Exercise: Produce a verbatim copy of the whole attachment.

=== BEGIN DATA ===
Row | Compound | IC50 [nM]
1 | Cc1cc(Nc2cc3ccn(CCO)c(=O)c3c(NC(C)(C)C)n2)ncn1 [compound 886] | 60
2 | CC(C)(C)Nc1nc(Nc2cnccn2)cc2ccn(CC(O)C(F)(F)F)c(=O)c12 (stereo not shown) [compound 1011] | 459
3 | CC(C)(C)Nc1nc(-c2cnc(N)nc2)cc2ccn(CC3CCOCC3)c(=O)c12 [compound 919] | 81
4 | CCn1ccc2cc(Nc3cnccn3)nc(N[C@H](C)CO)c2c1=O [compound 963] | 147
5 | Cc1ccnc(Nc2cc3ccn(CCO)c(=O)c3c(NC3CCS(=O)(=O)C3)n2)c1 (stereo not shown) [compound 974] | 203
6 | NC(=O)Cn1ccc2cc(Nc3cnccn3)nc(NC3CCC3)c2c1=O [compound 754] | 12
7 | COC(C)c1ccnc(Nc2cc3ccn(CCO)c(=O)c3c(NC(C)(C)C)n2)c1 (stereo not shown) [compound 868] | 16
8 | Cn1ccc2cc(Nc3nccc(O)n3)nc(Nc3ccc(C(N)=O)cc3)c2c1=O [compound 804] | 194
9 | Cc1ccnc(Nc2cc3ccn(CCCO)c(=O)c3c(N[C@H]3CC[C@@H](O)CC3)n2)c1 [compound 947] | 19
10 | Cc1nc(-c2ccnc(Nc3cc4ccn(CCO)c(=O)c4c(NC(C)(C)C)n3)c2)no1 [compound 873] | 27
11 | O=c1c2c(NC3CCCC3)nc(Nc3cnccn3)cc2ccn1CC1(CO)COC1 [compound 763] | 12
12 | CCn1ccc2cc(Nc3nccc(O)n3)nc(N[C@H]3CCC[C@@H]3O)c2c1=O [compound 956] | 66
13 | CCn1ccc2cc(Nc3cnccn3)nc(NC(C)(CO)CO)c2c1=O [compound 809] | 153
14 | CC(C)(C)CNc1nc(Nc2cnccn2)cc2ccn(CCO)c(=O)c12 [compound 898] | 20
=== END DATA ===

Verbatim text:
Row | Compound | IC50 [nM]
1 | Cc1cc(Nc2cc3ccn(CCO)c(=O)c3c(NC(C)(C)C)n2)ncn1 [compound 886] | 60
2 | CC(C)(C)Nc1nc(Nc2cnccn2)cc2ccn(CC(O)C(F)(F)F)c(=O)c12 (stereo not shown) [compound 1011] | 459
3 | CC(C)(C)Nc1nc(-c2cnc(N)nc2)cc2ccn(CC3CCOCC3)c(=O)c12 [compound 919] | 81
4 | CCn1ccc2cc(Nc3cnccn3)nc(N[C@H](C)CO)c2c1=O [compound 963] | 147
5 | Cc1ccnc(Nc2cc3ccn(CCO)c(=O)c3c(NC3CCS(=O)(=O)C3)n2)c1 (stereo not shown) [compound 974] | 203
6 | NC(=O)Cn1ccc2cc(Nc3cnccn3)nc(NC3CCC3)c2c1=O [compound 754] | 12
7 | COC(C)c1ccnc(Nc2cc3ccn(CCO)c(=O)c3c(NC(C)(C)C)n2)c1 (stereo not shown) [compound 868] | 16
8 | Cn1ccc2cc(Nc3nccc(O)n3)nc(Nc3ccc(C(N)=O)cc3)c2c1=O [compound 804] | 194
9 | Cc1ccnc(Nc2cc3ccn(CCCO)c(=O)c3c(N[C@H]3CC[C@@H](O)CC3)n2)c1 [compound 947] | 19
10 | Cc1nc(-c2ccnc(Nc3cc4ccn(CCO)c(=O)c4c(NC(C)(C)C)n3)c2)no1 [compound 873] | 27
11 | O=c1c2c(NC3CCCC3)nc(Nc3cnccn3)cc2ccn1CC1(CO)COC1 [compound 763] | 12
12 | CCn1ccc2cc(Nc3nccc(O)n3)nc(N[C@H]3CCC[C@@H]3O)c2c1=O [compound 956] | 66
13 | CCn1ccc2cc(Nc3cnccn3)nc(NC(C)(CO)CO)c2c1=O [compound 809] | 153
14 | CC(C)(C)CNc1nc(Nc2cnccn2)cc2ccn(CCO)c(=O)c12 [compound 898] | 20